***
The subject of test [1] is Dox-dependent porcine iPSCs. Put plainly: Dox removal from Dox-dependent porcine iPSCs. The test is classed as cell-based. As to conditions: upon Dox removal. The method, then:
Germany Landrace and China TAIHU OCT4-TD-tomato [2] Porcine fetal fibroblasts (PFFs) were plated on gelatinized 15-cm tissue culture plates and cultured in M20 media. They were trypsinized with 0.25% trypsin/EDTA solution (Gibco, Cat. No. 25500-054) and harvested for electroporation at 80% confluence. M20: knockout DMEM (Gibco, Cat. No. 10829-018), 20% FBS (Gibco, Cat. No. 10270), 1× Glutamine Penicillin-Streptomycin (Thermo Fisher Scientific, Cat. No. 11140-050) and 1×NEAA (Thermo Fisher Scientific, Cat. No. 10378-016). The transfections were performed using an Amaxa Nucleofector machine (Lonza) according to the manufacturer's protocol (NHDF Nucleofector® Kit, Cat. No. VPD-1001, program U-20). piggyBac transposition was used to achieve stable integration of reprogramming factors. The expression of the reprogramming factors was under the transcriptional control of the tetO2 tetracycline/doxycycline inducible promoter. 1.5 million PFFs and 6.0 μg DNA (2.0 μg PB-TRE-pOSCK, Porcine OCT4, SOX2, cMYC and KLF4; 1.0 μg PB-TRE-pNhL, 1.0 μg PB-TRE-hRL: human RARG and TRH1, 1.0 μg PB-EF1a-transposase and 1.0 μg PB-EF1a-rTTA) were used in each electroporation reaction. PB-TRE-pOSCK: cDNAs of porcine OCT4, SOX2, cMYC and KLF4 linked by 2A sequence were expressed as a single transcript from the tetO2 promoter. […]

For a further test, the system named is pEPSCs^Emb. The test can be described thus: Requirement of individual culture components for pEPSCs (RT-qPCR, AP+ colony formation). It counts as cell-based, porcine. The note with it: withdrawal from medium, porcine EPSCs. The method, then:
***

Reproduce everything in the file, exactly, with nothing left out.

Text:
The subject of test [1] is Dox-dependent porcine iPSCs. Put plainly: Dox removal from Dox-dependent porcine iPSCs. The test is classed as cell-based. As to conditions: upon Dox removal. The method, then:
Germany Landrace and China TAIHU OCT4-TD-tomato [2] Porcine fetal fibroblasts (PFFs) were plated on gelatinized 15-cm tissue culture plates and cultured in M20 media. They were trypsinized with 0.25% trypsin/EDTA solution (Gibco, Cat. No. 25500-054) and harvested for electroporation at 80% confluence. M20: knockout DMEM (Gibco, Cat. No. 10829-018), 20% FBS (Gibco, Cat. No. 10270), 1× Glutamine Penicillin-Streptomycin (Thermo Fisher Scientific, Cat. No. 11140-050) and 1×NEAA (Thermo Fisher Scientific, Cat. No. 10378-016). The transfections were performed using an Amaxa Nucleofector machine (Lonza) according to the manufacturer's protocol (NHDF Nucleofector® Kit, Cat. No. VPD-1001, program U-20). piggyBac transposition was used to achieve stable integration of reprogramming factors. The expression of the reprogramming factors was under the transcriptional control of the tetO2 tetracycline/doxycycline inducible promoter. 1.5 million PFFs and 6.0 μg DNA (2.0 μg PB-TRE-pOSCK, Porcine OCT4, SOX2, cMYC and KLF4; 1.0 μg PB-TRE-pNhL, 1.0 μg PB-TRE-hRL: human RARG and TRH1, 1.0 μg PB-EF1a-transposase and 1.0 μg PB-EF1a-rTTA) were used in each electroporation reaction. PB-TRE-pOSCK: cDNAs of porcine OCT4, SOX2, cMYC and KLF4 linked by 2A sequence were expressed as a single transcript from the tetO2 promoter. […]

For a further test, the system named is pEPSCs^Emb. The test can be described thus: Requirement of individual culture components for pEPSCs (RT-qPCR, AP+ colony formation). It counts as cell-based, porcine. The note with it: withdrawal from medium, porcine EPSCs. The method, then: